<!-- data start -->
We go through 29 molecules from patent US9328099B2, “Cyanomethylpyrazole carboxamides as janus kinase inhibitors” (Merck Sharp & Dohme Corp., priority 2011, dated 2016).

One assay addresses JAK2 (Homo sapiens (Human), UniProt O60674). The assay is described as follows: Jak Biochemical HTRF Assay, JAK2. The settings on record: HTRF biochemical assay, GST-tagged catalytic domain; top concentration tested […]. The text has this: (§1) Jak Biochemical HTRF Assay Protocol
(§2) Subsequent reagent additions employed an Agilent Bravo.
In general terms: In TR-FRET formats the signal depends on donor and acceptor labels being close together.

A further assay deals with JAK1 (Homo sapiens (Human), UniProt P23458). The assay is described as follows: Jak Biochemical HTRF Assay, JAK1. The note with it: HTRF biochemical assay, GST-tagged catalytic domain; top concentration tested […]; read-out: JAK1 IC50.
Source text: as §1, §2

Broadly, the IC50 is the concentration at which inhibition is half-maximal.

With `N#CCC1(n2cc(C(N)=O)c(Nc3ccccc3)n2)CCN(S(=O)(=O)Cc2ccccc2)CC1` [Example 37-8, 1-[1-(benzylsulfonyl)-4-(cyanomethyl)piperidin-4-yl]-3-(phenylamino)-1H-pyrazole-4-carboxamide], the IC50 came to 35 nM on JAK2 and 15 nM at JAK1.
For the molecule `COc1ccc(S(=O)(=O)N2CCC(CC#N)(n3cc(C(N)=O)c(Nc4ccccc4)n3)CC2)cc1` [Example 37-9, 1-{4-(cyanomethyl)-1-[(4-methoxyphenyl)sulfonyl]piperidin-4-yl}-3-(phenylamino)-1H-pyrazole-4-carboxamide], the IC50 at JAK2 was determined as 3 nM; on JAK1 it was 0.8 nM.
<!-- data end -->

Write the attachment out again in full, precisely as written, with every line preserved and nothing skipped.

We go through 29 molecules from patent US9328099B2, “Cyanomethylpyrazole carboxamides as janus kinase inhibitors” (Merck Sharp & Dohme Corp., priority 2011, dated 2016).

One assay addresses JAK2 (Homo sapiens (Human), UniProt O60674). The assay is described as follows: Jak Biochemical HTRF Assay, JAK2. The settings on record: HTRF biochemical assay, GST-tagged catalytic domain; top concentration tested […]. The text has this: (§1) Jak Biochemical HTRF Assay Protocol
(§2) Subsequent reagent additions employed an Agilent Bravo.
In general terms: In TR-FRET formats the signal depends on donor and acceptor labels being close together.

A further assay deals with JAK1 (Homo sapiens (Human), UniProt P23458). The assay is described as follows: Jak Biochemical HTRF Assay, JAK1. The note with it: HTRF biochemical assay, GST-tagged catalytic domain; top concentration tested […]; read-out: JAK1 IC50.
Source text: as §1, §2

Broadly, the IC50 is the concentration at which inhibition is half-maximal.

With `N#CCC1(n2cc(C(N)=O)c(Nc3ccccc3)n2)CCN(S(=O)(=O)Cc2ccccc2)CC1` [Example 37-8, 1-[1-(benzylsulfonyl)-4-(cyanomethyl)piperidin-4-yl]-3-(phenylamino)-1H-pyrazole-4-carboxamide], the IC50 came to 35 nM on JAK2 and 15 nM at JAK1.
For the molecule `COc1ccc(S(=O)(=O)N2CCC(CC#N)(n3cc(C(N)=O)c(Nc4ccccc4)n3)CC2)cc1` [Example 37-9, 1-{4-(cyanomethyl)-1-[(4-methoxyphenyl)sulfonyl]piperidin-4-yl}-3-(phenylamino)-1H-pyrazole-4-carboxamide], the IC50 at JAK2 was determined as 3 nM; on JAK1 it was 0.8 nM.